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The Historical Development of the PCA Book of Church Order

Chapter 1 : The Doctrine of Church Government

Paragraph 5 : Its Courts.

1-5. Ecclesiastical jurisdiction is not a several, but a joint power, to be exercised by presbyters in courts. These courts may have jurisdiction over one or many churches but they sustain such mutual relations as to realize the idea of the unity of the Church.

[DIGEST : Apart from punctuation, the current text is unchanged from that of PCUS 1879.]

ANTECEDENT TEXTS:
PCA 1973, Adopted text, as printed in the Minutes of General Assembly, page 129
Ecclesiastical jurisdiction is not a several, but a joint power, to be exercised by Presbyters in courts. These courts may have jurisdiction over one or many churches but they sustain such mutual relations as to realize the idea of the unity of the Church.

Continuing Presbyterian Church, 1973 Proposed text, 1-5
Ecclesiastical jurisdiction is not a several, but a joint power, to be exercised by Presbyters in courts. These courts may have jurisdiction over one or many churches but they sustain such mutual relations as to realize the idea of the unity of the Church.

PCUS 1879, I-5.

Ecclesiastical jurisdiction is not a several, but a joint power, to be exercised by Presbyters in courts. These courts may have jurisdiction over one or many churches; but they sustain such mutual relations as to realize the idea of the unity of the Church.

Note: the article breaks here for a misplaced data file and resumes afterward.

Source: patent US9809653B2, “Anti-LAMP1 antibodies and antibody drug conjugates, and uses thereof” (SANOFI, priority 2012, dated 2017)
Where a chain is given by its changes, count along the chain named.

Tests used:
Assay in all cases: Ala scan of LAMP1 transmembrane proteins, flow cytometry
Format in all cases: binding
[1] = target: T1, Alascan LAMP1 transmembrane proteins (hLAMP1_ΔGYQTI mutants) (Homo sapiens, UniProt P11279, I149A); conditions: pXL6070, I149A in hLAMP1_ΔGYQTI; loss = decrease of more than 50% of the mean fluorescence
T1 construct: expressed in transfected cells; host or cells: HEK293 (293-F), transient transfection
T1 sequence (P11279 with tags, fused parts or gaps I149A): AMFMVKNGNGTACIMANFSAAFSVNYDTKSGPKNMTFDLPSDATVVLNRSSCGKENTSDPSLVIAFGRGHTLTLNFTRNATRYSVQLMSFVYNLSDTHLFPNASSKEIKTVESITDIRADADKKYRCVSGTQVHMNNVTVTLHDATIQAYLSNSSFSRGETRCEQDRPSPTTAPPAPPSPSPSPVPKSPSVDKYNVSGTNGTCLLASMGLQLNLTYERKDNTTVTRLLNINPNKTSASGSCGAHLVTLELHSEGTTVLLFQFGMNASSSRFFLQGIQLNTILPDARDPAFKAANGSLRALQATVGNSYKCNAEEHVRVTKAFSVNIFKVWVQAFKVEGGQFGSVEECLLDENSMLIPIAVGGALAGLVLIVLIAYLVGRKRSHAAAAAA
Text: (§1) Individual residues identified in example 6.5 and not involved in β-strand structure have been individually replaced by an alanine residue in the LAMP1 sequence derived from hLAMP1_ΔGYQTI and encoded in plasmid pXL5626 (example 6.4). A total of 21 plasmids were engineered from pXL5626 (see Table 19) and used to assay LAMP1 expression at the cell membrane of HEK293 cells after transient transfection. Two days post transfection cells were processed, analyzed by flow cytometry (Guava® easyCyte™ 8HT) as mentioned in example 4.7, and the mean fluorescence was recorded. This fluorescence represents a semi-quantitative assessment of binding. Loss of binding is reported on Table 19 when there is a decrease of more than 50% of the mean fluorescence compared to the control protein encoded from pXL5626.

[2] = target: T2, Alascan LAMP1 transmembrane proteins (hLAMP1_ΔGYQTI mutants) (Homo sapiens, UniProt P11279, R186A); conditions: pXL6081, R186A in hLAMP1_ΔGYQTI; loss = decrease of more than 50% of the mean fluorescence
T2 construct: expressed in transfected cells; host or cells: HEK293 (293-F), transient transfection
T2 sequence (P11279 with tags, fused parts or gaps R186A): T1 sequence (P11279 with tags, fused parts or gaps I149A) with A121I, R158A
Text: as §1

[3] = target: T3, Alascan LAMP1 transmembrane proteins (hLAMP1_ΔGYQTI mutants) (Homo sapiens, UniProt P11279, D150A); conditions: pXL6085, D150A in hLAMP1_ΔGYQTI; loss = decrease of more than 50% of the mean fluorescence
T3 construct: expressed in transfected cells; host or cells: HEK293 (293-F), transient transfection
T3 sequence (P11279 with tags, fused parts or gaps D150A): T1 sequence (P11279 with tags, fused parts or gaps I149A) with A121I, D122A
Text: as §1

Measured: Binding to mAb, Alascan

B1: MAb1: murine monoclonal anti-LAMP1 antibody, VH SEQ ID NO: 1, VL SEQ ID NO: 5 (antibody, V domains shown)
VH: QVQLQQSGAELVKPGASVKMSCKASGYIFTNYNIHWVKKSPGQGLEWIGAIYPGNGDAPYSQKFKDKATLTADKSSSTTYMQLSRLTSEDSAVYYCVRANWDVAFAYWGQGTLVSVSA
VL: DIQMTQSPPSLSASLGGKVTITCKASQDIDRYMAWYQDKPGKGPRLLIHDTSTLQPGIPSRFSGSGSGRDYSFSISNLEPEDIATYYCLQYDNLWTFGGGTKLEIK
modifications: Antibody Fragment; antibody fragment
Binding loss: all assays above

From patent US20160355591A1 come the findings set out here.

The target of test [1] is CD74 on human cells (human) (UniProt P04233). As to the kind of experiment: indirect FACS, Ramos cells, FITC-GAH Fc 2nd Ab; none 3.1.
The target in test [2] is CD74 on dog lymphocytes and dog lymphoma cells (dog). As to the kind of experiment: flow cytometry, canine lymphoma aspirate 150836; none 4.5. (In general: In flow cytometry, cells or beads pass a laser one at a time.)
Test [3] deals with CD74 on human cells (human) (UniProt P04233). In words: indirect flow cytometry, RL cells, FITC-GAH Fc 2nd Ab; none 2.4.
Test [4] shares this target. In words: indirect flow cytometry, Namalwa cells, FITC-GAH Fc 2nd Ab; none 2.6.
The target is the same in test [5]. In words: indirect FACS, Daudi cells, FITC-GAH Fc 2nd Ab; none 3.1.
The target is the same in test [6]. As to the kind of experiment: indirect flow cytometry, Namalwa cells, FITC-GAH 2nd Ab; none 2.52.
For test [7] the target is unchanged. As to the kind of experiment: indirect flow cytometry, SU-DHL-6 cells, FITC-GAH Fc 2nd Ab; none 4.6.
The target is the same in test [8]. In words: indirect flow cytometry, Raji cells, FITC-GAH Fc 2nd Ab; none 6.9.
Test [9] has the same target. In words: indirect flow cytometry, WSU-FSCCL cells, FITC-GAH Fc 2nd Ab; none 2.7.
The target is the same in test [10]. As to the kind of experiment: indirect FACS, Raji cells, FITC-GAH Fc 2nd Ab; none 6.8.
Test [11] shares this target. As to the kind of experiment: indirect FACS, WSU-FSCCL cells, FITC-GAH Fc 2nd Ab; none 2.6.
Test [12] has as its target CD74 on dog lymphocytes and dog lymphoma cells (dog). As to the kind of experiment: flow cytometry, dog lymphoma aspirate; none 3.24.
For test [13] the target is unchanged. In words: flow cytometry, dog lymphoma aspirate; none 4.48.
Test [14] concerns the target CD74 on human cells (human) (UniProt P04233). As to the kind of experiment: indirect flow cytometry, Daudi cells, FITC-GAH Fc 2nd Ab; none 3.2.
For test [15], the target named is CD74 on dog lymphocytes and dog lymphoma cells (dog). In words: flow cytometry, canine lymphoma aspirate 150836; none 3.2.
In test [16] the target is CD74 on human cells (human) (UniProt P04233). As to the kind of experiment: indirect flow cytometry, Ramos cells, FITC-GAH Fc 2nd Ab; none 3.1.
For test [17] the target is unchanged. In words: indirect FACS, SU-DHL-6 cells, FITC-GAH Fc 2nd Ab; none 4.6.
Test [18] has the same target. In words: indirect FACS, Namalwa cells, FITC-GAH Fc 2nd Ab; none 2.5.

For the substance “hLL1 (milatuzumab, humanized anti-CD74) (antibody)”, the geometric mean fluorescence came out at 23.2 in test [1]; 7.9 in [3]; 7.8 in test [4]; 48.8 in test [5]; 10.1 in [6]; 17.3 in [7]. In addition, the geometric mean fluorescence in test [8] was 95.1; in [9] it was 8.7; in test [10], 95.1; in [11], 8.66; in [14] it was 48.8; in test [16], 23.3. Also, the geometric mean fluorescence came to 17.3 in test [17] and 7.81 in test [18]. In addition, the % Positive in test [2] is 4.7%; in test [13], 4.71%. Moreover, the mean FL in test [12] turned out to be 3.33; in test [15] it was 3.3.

PCUS 1869 draft, I-5.
Ecclesiastical jurisdiction is not a several, but a joint power, to be exercised by Presbyters in Courts. These Courts may have jurisdiction over one or many Congregations; but they sustain such mutual relations as to realize the idea of the unity of the Church.

PCUS 1867 draft, I-5.
Ecclesiastical jurisdiction is never a several but always a joint power, and is committed to church-courts, consisting of presbyters of the two classes. These courts may have jurisdiction over one or many congregations; but they sustain such mutual relations as to realize the idea of the unity of the church.

The Presbyterial Form of Church Government...Agreed upon by the Westminster Assembly of Divines...(1645),
"Of the power in common of all these Assemblies."
It is lawful, and agreeable to the word of God, that the several assemblies before mentioned have power to convent, and call before them, any person within their several bounds, whom the ecclesiastical business which is before them doth concern.[o] They have power to hear and determine such causes and differences as do orderly come before them. It is lawful, and agreeable to the word of God, that all the said assemblies have some power to dispense church-censures.
[o] Mt. 18:15-20.

COMMENTARY:

F.P. Ramsay, Exposition of the Book of Church Order
(1898, p. 16), on I-5 :
As already implied, the power of government in the stricter sense,
5.--V.
Ecclesiastical jurisdiction is not a several,
power, to be exercised by an individual,
but a joint power, to be exercised by Presbyters in courts.
Presbyter means an officer having joint jurisdiction with other officers.
These courts may have jurisdiction over one or many churches; but they sustain such mutual relations as to realize the idea of the unity of the Church.
It is necessary to note the distinction between "church" and "Church." The latter has been already defined in paragraph 2, and the former will be defined in paragraph 20. The Church is one. No group of churches is together independent of the whole Church; and especially can no particular church be, of right, independent of the Church catholic, any more than an individual member. This is an emphatic denial of Independency.



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Chapter Index [links to Par. 1 of each chapter]:
FoG..
1
2
3.
4
5.
6
7
8
9
10
11
12
13
14
15
16
17
18
19
20
21
22
23
24
25
26
I. King & Head of Church
.§1.
§4
§5
RoD
27
28
29
30
31
32
33
34
35
36
37
38
39
40
41
42
43
44
45
46
II. Preliminary Principles
§1
§2
§3
§4
§5
§6
§7
§8
DfW
47
48
49
50
51
52
53
54
55
56
57
58
59
60
61
62
63
[FoG = Form of Government ; RoD = Rules of Discipline ; DfW = Directory for Worship]